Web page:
Cost of Living

Cosmetic procedures: the literally eyebrow-raising trend hiding behind face masks

Why have cosmetic procedures — like facelifts, cheek implants or lip injections — become more popular in the age of the coronavirus? The fact that we are socially expected to HIDE ourselves and our faces right now has a lot to do with it.

As COVID-19 restrictions are lifted, so are more faces, cheeks and jowls

Facial surgeon Dr. Kristina Zakhary says her consultation requests went up 300 per cent as pandemic restrictions lifted. (Falice Chin/CBC)

As many parts of Canada continue to emerge from restrictions and closures due to the ongoing coronavirus pandemic, one class of service providers says they've noticed a spike in demand.

Plastic surgeons and those who provide cosmetic procedures.

That's right, despite a massive drop in economic activity and substantial restrictions on activities, the folks who make their living injecting your forehead with Botox or your lips with filler say — anecdotally — demand is going up.

"Can you believe that there was a 300 per cent increase in consultation requests?" said Calgary, Alta. facial surgeon Dr. Kristina Zakhary.

Zakhary told CBC Radio's The Cost of Living she's putting in an extra two hours a day on procedures such as nose jobs, face lifts, lip injections and yes, Botox.

People are seeing themselves in a way they never have seen themselves before... with the grey hairs and the wrinkles and the deflated faces and the jowling.- Dr. Kristina Zakhary, facial surgeon in Calgary, Alta.

The facial surgeon said she's booking 35 per cent more surgeries than prior to the coronavirus-driven shutdown. 

"I was pleasantly surprised to see long waiting lists," said Zakhary.

Noticing some droopage on that Zoom call?

Part of what Zakhary pins the surge on is that as video conferencing has grown in popularity, new customers are lining up after they notice things they might not like about themselves during their daily work Google Meet or Zoom call.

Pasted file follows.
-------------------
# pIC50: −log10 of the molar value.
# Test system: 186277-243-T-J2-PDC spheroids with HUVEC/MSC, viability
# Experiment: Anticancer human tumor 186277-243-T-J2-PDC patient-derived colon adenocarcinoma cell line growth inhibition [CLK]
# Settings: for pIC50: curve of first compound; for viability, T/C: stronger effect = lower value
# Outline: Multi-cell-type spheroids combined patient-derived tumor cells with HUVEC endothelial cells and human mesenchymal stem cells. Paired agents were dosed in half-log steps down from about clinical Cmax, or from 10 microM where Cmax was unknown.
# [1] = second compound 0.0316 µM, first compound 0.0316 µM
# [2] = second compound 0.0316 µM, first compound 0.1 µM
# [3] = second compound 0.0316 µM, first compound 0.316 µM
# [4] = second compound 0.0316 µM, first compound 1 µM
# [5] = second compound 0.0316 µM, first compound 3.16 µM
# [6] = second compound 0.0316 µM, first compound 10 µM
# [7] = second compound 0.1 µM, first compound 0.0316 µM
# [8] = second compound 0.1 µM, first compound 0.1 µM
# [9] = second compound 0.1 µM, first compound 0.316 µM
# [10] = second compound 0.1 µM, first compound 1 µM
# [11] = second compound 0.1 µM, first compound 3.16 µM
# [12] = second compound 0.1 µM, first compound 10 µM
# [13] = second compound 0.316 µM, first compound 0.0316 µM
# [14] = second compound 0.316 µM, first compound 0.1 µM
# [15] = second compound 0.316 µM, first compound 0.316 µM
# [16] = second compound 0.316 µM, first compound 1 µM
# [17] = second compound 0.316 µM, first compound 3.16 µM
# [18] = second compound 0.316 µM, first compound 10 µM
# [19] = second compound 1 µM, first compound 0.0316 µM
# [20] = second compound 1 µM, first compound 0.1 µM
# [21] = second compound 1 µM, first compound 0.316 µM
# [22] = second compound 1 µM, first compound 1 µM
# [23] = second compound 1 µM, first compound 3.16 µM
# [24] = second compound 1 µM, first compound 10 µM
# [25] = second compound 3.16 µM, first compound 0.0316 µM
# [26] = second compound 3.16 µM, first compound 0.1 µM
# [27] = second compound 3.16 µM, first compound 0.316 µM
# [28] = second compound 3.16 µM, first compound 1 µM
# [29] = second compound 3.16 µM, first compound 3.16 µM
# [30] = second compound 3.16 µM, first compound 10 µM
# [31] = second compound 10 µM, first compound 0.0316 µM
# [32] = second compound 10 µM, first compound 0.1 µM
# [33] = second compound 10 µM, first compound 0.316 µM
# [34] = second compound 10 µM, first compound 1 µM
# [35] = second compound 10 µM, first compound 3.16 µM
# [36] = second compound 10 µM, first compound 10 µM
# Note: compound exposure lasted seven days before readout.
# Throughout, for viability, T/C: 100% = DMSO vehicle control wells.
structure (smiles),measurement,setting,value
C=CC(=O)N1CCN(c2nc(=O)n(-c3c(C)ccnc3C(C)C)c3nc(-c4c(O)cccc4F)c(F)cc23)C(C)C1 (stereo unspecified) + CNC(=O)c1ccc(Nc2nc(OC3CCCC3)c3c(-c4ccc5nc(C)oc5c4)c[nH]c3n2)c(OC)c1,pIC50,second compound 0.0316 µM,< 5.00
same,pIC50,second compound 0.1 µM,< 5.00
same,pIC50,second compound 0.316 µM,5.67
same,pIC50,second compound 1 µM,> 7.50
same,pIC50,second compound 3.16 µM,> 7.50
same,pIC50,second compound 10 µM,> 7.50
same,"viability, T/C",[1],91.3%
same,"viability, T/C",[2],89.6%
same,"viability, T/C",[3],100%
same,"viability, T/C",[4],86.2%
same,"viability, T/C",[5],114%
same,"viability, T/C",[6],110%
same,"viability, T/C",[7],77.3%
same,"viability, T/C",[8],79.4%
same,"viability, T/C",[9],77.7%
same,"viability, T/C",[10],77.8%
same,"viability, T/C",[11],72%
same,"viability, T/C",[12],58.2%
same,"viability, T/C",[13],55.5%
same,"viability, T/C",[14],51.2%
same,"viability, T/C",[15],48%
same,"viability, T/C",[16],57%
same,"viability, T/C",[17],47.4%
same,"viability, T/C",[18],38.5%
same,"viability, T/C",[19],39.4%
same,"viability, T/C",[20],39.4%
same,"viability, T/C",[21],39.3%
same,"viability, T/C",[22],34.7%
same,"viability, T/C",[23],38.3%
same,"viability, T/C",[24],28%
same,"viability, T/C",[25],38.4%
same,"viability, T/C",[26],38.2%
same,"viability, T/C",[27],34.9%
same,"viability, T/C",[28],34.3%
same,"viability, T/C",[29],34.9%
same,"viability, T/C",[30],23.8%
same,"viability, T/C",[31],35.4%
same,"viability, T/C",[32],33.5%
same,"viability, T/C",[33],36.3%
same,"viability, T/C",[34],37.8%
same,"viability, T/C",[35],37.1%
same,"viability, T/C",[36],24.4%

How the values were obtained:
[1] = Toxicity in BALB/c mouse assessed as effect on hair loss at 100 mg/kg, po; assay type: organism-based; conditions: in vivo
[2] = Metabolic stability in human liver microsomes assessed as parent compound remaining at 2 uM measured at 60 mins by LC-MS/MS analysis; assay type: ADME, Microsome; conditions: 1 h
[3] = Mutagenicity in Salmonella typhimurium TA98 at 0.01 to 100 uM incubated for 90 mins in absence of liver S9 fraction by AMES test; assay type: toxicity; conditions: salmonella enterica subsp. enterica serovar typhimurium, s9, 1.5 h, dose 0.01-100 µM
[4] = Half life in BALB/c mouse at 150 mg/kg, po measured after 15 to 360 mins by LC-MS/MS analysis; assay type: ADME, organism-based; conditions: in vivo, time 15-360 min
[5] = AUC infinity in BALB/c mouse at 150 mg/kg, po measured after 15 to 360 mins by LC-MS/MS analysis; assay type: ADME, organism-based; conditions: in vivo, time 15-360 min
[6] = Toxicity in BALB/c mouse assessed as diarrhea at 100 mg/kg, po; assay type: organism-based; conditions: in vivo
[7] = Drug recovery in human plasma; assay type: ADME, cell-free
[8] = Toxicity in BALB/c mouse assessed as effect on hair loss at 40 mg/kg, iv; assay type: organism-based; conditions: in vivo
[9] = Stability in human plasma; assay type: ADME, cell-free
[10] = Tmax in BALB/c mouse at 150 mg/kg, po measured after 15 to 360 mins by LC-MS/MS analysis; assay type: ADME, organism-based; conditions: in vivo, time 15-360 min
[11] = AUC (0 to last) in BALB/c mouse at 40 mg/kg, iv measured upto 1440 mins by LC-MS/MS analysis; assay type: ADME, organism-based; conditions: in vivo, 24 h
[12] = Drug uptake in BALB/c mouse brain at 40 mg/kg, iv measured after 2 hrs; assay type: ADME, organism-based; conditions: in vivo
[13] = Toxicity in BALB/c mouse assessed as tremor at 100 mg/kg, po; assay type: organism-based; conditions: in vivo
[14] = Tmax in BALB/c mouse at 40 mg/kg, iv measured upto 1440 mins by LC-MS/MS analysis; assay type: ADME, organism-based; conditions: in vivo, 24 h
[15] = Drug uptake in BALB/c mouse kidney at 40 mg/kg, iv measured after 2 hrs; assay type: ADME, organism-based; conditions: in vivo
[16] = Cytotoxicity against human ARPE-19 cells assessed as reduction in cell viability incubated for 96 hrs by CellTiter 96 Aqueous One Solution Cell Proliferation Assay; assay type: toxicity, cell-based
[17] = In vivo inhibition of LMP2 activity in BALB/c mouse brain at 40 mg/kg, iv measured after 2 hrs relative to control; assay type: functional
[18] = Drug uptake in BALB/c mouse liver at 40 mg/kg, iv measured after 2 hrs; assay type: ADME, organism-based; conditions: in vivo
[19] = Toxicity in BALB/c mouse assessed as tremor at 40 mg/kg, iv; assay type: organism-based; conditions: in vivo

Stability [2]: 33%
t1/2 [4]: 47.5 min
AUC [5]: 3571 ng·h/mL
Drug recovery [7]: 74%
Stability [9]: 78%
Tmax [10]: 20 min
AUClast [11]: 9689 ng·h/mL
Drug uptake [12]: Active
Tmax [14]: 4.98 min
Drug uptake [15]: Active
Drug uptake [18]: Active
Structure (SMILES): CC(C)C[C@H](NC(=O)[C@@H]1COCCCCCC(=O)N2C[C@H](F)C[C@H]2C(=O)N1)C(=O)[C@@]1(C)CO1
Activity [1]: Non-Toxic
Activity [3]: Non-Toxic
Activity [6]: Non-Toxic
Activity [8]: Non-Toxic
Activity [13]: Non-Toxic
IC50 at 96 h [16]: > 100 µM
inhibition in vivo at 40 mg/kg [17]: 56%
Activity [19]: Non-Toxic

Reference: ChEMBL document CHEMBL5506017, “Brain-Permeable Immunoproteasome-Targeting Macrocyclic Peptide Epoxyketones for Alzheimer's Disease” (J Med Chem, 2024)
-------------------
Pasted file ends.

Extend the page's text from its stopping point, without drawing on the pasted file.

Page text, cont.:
"People are seeing themselves in a way they never have seen themselves before … with the grey hairs and the wrinkles and the deflated faces and the jowling," speculated Zakhary.

"They're not used to seeing themselves this way."

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The numbers behind the anecdotal trend are unclear at this point. The Canadian Society of Plastic Surgeons does not keep track of private cosmetic clinics or how many procedures they complete, and the International Society of Aesthetic Plastic Surgery doesn't expect to have data on procedures in 2020 until the end of next year.

However, a survey from the American Society of Plastic Surgerons suggested public interest in cosmetic or reconstructive procedure is going up during the COVID-19 pandemic.

Forty-nine per cent of consumers the American Society surveyed during the pandemic who hadn't had any work done said they would be open to it.

Customers taking advantage of masks

It's not just bad webcam angles that could be driving the market. The necessities of physical distancing and of wearing masks in public means that a typical barrier to plastic surgery or cosmetic procedures is gone.

You don't need to hide your face for up to two weeks to allow the initial side effects to subside.

"The first time I got it done, I made sure to do it when I had a three-day weekend ahead," explained Sonia Silano of Burlington, Ont.